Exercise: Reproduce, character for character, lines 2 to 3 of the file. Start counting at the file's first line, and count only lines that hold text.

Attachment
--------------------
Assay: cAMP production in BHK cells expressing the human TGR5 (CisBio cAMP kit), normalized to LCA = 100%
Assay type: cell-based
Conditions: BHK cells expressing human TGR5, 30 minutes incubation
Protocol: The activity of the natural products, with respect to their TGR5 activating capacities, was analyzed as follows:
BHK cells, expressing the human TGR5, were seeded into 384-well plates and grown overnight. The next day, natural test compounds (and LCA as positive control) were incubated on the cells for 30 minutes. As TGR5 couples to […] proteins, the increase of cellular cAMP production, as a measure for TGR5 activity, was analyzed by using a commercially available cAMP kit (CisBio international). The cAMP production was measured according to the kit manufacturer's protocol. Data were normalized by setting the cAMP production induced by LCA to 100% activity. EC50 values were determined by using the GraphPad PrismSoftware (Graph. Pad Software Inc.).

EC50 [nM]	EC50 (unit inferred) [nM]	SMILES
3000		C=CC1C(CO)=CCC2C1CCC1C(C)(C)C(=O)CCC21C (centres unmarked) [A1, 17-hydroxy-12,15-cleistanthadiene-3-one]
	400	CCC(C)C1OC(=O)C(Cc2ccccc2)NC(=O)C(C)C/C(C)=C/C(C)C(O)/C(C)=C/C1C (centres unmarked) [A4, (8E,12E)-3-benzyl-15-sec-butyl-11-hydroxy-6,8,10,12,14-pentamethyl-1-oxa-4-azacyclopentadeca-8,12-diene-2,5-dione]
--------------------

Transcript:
Assay type: cell-based
Conditions: BHK cells expressing human TGR5, 30 minutes incubation